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A Cryptic Wheat–Aegilops triuncialis Translocation with Leaf Rust Resistance Gene Lr58

Kuraparthy, Vasu, Sood, Shilpa, Chhuneja, Parveen, Dhaliwal, Harcharan S., Kaur, Satinder, Bowden, Robert L., Gill, Bikram S.
Crop science 2007 v.47 no.5 pp. 1995
Triticum aestivum, wheat, Aegilops triuncialis, wild relatives, plant genetic resources, Puccinia recondita, plant pathogenic fungi, rust diseases, disease resistance, genetic resistance, nucleic acid hybridization, gene segregation, chromosome mapping, inheritance (genetics), alleles, translocation lines, restriction fragment length polymorphism, genetic markers, India, Kansas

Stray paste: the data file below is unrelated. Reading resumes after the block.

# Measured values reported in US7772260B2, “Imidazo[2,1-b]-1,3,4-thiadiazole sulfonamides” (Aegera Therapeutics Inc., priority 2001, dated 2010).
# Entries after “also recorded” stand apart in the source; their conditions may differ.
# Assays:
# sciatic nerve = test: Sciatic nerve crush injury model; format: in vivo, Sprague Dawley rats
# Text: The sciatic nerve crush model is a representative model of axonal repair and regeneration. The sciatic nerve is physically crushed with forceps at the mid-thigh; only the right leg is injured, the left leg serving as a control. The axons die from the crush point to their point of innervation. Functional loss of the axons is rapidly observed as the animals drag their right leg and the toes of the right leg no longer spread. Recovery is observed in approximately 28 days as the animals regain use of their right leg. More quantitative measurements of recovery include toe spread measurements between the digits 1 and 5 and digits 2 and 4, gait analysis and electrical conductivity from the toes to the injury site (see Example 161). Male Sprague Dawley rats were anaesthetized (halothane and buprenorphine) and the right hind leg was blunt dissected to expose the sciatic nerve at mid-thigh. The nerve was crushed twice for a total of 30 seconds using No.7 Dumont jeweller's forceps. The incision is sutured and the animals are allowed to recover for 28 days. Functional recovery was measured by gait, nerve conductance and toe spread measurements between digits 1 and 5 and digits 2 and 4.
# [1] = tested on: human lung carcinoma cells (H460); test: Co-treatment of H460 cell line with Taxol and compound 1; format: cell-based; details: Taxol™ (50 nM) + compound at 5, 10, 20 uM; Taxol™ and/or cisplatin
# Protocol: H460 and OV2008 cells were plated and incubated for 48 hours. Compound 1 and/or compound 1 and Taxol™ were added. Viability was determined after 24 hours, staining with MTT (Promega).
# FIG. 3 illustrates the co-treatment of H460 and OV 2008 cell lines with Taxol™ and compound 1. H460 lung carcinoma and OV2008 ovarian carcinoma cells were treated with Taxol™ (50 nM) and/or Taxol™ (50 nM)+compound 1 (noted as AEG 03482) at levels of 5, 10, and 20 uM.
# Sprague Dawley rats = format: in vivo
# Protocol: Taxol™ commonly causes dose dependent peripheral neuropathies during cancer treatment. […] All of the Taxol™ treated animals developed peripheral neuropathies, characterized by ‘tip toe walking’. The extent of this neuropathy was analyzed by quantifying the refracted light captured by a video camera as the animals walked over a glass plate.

Genes transferred to crop plants from wild species are often associated with deleterious traits. Using molecular markers, we detected a cryptic introgression with a leaf rust resistance gene transferred from L. into common wheat (L.). One agronomically desirable rust-resistant introgression line was selected and advanced to BCF from a cross of hexaploid wheat and In situ hybridization using genomic DNA as a probe failed to detect the alien introgression. The translocation line was resistant to the most prevalent races of leaf rust in India and Kansas. Genetic mapping in a segregating F population showed that the rust resistance was monogenically inherited. Homeologous group 2 restriction fragment length polymorphism markers , , and showed diagnostically polymorphic alleles between the resistant and susceptible bulks. The alien transfer originated from homeologous chromosome recombination. The -specific alleles of , , , and one simple sequence repeat marker cosegregated with the rust resistance, suggesting that the wheat– translocation occurred in the distal region of chromosome arm 2BL. This translocation was designated T2BS·2BL-2L(0.95). The unique source and map location of the introgression on chromosome 2B indicated that the leaf rust resistance gene is new and was designated